Saturday, August 29, 2015
Jonas Alexander Arnby's When Animals Dream
Cody dances in the moonlight with a Danish werewolf film, now in theatres and On Demand.
The feature directorial debut of Jonas Alexander Arnby, Danish horror film When Animals Dream centers on a teenage girl named Marie (Sonia Suhl) who is experiencing a tough time in life. She and her father have become caregivers for her mother, who has been left an invalid by a mysterious illness. She has gotten her first job, in a fish processing plant, where she is horribly bullied by her co-workers. Worst of all, she has noticed strange changes to her body. Changes that are symptoms that she has the same affliction her mother has.
This is no ordinary debilitating disease. This is something that Marie's doctor warns will leave her aggressive and covered with hair.
Two of my favorite films of the last fifteen years were the Canadian werewolf/female coming-of-age movie Ginger Snaps and the Swedish vampire/coming-of-age love story Let the Right One In, and When Animals Dream really feels like those two movies were put in a blender and this was the resulting purée. I'm not the first to compare When Animals Dream to those films, and if you're familiar with them I think might be inevitable that they'll come to mind while watching Arnby's film. You have a teenage girl becoming a werewolf, her sexuality emerging as she faces her monstrous transformation, a Nordic setting and somber tone, bullying, etc.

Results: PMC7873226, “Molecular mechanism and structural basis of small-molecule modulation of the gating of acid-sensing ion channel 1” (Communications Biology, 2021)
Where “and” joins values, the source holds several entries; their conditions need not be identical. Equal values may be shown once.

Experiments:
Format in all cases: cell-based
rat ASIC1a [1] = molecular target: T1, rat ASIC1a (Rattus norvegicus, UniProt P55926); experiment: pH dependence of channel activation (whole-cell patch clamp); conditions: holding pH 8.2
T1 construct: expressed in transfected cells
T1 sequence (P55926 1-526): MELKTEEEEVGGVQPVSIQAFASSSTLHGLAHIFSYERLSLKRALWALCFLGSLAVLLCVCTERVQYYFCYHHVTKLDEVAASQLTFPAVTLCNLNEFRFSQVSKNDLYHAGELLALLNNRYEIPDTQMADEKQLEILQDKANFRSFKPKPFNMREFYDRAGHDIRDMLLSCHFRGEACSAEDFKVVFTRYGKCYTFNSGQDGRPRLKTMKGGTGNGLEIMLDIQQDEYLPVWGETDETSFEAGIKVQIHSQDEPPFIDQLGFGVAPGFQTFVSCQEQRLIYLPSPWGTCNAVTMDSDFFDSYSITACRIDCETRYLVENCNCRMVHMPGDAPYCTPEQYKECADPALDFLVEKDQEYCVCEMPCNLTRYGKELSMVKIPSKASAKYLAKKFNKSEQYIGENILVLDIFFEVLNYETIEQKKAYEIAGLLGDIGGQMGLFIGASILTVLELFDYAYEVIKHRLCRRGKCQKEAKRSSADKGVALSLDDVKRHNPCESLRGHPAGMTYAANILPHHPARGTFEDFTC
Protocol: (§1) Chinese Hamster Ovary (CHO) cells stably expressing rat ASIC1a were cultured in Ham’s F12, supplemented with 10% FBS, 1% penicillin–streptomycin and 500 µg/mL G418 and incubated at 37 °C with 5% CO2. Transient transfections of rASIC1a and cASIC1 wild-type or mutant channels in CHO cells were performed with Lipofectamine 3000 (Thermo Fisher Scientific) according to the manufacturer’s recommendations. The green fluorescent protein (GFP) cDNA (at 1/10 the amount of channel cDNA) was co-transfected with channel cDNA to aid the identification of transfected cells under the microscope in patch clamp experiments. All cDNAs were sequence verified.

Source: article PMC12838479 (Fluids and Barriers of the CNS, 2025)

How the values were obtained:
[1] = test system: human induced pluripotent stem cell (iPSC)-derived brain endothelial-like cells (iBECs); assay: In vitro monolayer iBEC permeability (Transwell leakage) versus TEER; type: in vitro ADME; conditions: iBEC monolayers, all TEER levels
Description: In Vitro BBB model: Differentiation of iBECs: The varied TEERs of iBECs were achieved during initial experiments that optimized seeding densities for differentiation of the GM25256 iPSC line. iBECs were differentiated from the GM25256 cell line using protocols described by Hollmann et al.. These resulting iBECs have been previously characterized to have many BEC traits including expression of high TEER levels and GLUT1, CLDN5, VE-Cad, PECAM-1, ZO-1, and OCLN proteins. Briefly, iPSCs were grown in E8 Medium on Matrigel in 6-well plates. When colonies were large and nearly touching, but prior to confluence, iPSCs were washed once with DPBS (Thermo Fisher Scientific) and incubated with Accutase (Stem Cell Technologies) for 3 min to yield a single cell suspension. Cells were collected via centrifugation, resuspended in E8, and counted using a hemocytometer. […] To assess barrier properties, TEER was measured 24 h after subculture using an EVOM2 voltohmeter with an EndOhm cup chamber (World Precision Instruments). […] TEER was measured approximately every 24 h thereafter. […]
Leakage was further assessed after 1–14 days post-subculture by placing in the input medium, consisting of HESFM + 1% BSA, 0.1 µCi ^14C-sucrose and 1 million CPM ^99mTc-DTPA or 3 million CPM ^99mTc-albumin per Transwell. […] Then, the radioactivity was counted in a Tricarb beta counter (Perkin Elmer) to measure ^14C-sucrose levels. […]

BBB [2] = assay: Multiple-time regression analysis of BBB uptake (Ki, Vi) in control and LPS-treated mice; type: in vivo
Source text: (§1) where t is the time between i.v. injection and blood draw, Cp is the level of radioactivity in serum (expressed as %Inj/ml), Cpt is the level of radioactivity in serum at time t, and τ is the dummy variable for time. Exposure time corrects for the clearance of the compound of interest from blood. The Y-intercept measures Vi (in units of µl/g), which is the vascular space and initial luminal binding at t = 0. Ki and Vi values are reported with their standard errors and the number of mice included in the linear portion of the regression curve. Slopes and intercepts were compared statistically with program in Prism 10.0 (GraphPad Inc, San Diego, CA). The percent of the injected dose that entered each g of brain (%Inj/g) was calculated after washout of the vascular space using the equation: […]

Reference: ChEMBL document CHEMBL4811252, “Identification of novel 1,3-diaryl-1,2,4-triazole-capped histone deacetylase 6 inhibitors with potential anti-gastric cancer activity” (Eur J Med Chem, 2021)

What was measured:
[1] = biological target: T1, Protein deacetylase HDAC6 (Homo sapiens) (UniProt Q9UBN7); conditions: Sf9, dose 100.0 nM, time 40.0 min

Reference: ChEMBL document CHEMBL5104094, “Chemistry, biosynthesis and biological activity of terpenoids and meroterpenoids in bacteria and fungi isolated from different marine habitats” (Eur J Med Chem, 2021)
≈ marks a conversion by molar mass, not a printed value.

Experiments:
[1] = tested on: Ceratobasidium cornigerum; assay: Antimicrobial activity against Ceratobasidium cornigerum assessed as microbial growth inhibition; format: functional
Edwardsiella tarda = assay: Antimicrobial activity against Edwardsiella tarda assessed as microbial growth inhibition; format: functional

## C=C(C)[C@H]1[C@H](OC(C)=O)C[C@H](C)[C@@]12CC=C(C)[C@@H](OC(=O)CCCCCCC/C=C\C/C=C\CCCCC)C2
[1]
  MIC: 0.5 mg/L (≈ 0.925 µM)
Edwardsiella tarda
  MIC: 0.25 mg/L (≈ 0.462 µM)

Animals does come up short in some areas where those predecessors excelled: the characters here aren't very interesting, with Marie herself being rather bland, and I often felt like the film was keeping me at arm's distance rather than drawing me in to make an emotional connection. But taking the film for what is there rather than what it's lacking, judging it on its own merits, it is a well made and well told horror tale, with a dream-like tone and slow pace that's worth sticking with for the 80 minute duration.
The director has said that he isn't really a werewolf fan, so he doesn't really delve deeply into that aspect or go all-out with it. This causes his approach to lycanthropy to be quite unique and intriguing - it's largely just a disease that is destroying a young girl's life. And just happens to cause bursts of violence.
Arnby did a great job with his first film, showing promise that he has an interesting career ahead of him. I recommend giving a viewing to When Animals Dream, especially if you're a fan of Ginger Snaps and/or Let the Right One In and would like to see something that's in the same vein.